Ohio Special Election for Congress Is Too Close to Call

Josh Wickham, 38, a community college administrator, voted for Mr. Trump in 2016 but for Mr. O’Connor on Tuesday. He said he wanted a Democratic-majority House to be a check on the president, especially over some conservative social positions the White House has promoted. A sister of Mr. Wickham’s is married to another woman and is “terrified,” he said, of a conservative Supreme Court reversing same-sex marriage.

The special election was set in motion earlier this year by the resignation of Pat Tiberi, a nine-term incumbent who quit midway through his term to take over a business association back in the state capital. Republicans initially believed they could hold the district with relative ease, so long as they nominated a mainstream candidate. And so the party worked aggressively to steer Mr. Balderson, 56, through a contested primary that he barely won.

But Mr. O’Connor, the 31-year-old county recorder in Franklin County, which includes Columbus and is the most Democratic-leaning part of the district, proved unexpectedly formidable as a challenger, collecting more money for his campaign than Mr. Balderson and assailing the Republican as a threat to popular health care and retirement-security programs. And Mr. O’Connor aligned himself in his rhetoric with Gov. John R. Kasich, Ohio’s Republican chief executive who is an outspoken critic of Mr. Trump, and who withheld his endorsement from Mr. Balderson until the last week of the race.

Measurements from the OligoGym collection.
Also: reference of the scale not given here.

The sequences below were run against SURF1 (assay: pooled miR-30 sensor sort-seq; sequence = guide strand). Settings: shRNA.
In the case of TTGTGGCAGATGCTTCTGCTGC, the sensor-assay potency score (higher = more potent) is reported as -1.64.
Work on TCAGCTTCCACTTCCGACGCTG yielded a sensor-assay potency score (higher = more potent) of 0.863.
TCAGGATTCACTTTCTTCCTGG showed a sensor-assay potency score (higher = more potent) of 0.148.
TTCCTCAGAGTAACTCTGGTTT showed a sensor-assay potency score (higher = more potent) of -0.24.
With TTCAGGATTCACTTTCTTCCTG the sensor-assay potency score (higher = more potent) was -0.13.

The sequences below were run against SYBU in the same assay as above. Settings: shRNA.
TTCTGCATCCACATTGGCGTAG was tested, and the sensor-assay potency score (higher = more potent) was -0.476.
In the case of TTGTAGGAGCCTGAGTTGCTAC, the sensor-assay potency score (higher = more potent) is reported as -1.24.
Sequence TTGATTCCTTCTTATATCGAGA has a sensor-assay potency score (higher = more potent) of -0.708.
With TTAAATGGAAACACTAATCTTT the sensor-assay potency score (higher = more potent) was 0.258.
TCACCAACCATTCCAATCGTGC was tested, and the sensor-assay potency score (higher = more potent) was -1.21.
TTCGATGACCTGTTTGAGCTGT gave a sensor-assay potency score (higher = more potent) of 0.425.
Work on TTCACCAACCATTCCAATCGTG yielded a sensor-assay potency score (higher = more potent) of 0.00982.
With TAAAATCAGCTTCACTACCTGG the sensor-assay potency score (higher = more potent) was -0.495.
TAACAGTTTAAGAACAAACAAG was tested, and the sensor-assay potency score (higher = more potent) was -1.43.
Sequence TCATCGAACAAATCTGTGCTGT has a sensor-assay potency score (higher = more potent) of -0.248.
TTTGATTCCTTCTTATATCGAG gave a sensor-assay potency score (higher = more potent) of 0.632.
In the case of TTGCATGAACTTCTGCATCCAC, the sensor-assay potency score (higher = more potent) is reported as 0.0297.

With Ohio Republicans divided and Mr. Balderson mounting a plodding effort of his own, Republican outside groups — including the National Republican Congressional Committee and the Congressional Leadership Fund, a powerful “super PAC” — had to bail him out with independent ad campaigns. And despite fears about unsettling swing voters, Republicans ultimately called on Mr. Trump to help stir up support for Mr. Balderson among conservatives who were mostly tuned out of the race.

Mr. O’Connor may have handed Mr. Balderson a decisive gift in the final stages of the race when he seemed to soften his pledge to oppose Ms. Pelosi in a television interview. The brief fumble gave Republicans a valuable opening to attack Mr. O’Connor as a conventional Democratic partisan in a district that leans well to the right.

It remains to be seen whether Republicans can deploy their Ohio rescue strategy to the same effect in other areas of the country: Democrats are contesting dozens of more moderate Republican-held districts this fall, and the G.O.P. will not be able to recreate a five-to-one spending advantage across the entire House battlefield. But by dragging Mr. Balderson to victory, the party avoided a defeat that would have dealt a crushing blow to its morale with three months left in the campaign.

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